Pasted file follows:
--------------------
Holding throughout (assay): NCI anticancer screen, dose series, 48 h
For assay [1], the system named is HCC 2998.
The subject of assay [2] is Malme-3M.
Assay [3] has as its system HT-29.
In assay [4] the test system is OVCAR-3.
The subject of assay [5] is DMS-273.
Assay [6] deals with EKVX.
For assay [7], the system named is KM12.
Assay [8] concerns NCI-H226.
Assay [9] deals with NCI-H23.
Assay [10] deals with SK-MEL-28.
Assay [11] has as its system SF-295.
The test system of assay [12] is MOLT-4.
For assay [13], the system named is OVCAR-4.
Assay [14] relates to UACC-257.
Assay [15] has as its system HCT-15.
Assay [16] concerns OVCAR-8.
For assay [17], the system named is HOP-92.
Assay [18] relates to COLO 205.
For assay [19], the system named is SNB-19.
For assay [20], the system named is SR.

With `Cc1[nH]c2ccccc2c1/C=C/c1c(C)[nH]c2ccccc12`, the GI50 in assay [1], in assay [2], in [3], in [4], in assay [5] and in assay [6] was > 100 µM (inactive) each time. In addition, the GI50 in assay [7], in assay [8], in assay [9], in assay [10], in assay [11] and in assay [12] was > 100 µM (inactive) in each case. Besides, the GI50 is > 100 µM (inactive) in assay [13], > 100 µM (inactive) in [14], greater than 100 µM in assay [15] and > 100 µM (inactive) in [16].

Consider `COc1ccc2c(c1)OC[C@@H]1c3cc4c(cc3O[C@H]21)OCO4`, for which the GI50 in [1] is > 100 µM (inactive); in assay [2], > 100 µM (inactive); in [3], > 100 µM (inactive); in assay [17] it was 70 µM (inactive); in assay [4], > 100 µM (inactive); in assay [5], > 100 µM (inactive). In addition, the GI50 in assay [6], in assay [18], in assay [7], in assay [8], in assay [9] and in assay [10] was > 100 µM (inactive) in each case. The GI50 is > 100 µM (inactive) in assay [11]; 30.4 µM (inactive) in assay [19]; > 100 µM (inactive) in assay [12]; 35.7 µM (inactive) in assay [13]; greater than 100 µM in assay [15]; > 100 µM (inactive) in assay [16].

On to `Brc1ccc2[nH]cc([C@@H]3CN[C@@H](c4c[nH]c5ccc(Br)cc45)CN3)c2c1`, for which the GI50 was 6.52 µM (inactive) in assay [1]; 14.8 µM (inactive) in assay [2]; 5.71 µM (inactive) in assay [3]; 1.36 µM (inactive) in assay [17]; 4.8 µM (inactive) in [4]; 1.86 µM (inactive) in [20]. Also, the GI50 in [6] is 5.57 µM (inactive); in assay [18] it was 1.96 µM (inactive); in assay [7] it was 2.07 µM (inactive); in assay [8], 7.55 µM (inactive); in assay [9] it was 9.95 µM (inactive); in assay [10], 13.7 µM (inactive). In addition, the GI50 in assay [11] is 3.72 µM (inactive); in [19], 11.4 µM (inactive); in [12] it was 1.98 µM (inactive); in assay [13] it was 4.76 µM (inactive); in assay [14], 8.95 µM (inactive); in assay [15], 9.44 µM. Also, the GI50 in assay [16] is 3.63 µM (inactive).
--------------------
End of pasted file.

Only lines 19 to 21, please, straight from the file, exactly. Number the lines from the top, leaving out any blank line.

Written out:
Assay [18] relates to COLO 205.
For assay [19], the system named is SNB-19.
For assay [20], the system named is SR.